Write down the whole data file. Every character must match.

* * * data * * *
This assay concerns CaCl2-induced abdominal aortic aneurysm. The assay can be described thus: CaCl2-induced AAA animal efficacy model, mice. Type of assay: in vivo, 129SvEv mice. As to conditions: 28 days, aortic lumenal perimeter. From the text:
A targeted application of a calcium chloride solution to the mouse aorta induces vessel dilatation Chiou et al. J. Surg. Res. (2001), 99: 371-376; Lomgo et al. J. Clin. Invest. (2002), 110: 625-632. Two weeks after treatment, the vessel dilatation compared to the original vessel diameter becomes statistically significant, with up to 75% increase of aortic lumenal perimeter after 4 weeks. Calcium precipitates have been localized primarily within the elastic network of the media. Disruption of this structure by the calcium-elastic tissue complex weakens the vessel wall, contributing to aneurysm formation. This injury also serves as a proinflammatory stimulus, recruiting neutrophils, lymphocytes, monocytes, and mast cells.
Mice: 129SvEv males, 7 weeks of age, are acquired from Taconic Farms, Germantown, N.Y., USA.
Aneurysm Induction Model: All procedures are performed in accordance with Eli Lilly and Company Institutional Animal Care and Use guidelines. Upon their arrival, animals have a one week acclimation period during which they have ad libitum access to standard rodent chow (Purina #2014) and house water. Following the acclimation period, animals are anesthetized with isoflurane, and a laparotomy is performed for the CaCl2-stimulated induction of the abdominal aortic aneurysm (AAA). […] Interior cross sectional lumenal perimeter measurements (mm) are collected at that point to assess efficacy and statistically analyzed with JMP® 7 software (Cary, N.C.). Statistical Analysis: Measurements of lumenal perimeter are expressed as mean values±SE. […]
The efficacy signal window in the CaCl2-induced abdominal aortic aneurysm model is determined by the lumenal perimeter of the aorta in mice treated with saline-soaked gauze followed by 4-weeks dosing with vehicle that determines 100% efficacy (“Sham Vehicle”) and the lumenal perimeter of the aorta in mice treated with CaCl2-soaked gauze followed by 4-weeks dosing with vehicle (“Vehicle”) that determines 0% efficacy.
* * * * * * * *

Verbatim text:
This assay concerns CaCl2-induced abdominal aortic aneurysm. The assay can be described thus: CaCl2-induced AAA animal efficacy model, mice. Type of assay: in vivo, 129SvEv mice. As to conditions: 28 days, aortic lumenal perimeter. From the text:
A targeted application of a calcium chloride solution to the mouse aorta induces vessel dilatation Chiou et al. J. Surg. Res. (2001), 99: 371-376; Lomgo et al. J. Clin. Invest. (2002), 110: 625-632. Two weeks after treatment, the vessel dilatation compared to the original vessel diameter becomes statistically significant, with up to 75% increase of aortic lumenal perimeter after 4 weeks. Calcium precipitates have been localized primarily within the elastic network of the media. Disruption of this structure by the calcium-elastic tissue complex weakens the vessel wall, contributing to aneurysm formation. This injury also serves as a proinflammatory stimulus, recruiting neutrophils, lymphocytes, monocytes, and mast cells.
Mice: 129SvEv males, 7 weeks of age, are acquired from Taconic Farms, Germantown, N.Y., USA.
Aneurysm Induction Model: All procedures are performed in accordance with Eli Lilly and Company Institutional Animal Care and Use guidelines. Upon their arrival, animals have a one week acclimation period during which they have ad libitum access to standard rodent chow (Purina #2014) and house water. Following the acclimation period, animals are anesthetized with isoflurane, and a laparotomy is performed for the CaCl2-stimulated induction of the abdominal aortic aneurysm (AAA). […] Interior cross sectional lumenal perimeter measurements (mm) are collected at that point to assess efficacy and statistically analyzed with JMP® 7 software (Cary, N.C.). Statistical Analysis: Measurements of lumenal perimeter are expressed as mean values±SE. […]
The efficacy signal window in the CaCl2-induced abdominal aortic aneurysm model is determined by the lumenal perimeter of the aorta in mice treated with saline-soaked gauze followed by 4-weeks dosing with vehicle that determines 100% efficacy (“Sham Vehicle”) and the lumenal perimeter of the aorta in mice treated with CaCl2-soaked gauze followed by 4-weeks dosing with vehicle (“Vehicle”) that determines 0% efficacy.